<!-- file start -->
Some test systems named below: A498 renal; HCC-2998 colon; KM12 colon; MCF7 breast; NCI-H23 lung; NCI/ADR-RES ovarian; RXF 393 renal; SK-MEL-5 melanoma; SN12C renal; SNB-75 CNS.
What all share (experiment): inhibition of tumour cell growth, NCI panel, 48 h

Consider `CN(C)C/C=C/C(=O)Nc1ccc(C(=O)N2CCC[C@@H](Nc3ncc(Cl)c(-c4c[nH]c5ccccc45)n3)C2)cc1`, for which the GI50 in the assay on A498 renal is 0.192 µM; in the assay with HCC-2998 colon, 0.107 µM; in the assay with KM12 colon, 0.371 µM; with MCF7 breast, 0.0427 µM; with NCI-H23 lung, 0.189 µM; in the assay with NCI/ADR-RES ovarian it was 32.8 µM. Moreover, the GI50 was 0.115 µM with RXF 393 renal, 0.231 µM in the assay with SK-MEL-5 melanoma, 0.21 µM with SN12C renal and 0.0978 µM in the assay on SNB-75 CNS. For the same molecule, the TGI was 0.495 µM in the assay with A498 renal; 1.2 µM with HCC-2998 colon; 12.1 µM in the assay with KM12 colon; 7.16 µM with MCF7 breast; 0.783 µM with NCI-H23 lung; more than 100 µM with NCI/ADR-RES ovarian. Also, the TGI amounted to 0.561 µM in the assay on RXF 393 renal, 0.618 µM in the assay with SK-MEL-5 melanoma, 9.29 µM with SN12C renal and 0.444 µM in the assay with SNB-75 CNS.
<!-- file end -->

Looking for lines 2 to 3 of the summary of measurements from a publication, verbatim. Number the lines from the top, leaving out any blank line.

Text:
What all share (experiment): inhibition of tumour cell growth, NCI panel, 48 h

Consider `CN(C)C/C=C/C(=O)Nc1ccc(C(=O)N2CCC[C@@H](Nc3ncc(Cl)c(-c4c[nH]c5ccccc45)n3)C2)cc1`, for which the GI50 in the assay on A498 renal is 0.192 µM; in the assay with HCC-2998 colon, 0.107 µM; in the assay with KM12 colon, 0.371 µM; with MCF7 breast, 0.0427 µM; with NCI-H23 lung, 0.189 µM; in the assay with NCI/ADR-RES ovarian it was 32.8 µM. Moreover, the GI50 was 0.115 µM with RXF 393 renal, 0.231 µM in the assay with SK-MEL-5 melanoma, 0.21 µM with SN12C renal and 0.0978 µM in the assay on SNB-75 CNS. For the same molecule, the TGI was 0.495 µM in the assay with A498 renal; 1.2 µM with HCC-2998 colon; 12.1 µM in the assay with KM12 colon; 7.16 µM with MCF7 breast; 0.783 µM with NCI-H23 lung; more than 100 µM with NCI/ADR-RES ovarian. Also, the TGI amounted to 0.561 µM in the assay on RXF 393 renal, 0.618 µM in the assay with SK-MEL-5 melanoma, 9.29 µM with SN12C renal and 0.444 µM in the assay with SNB-75 CNS.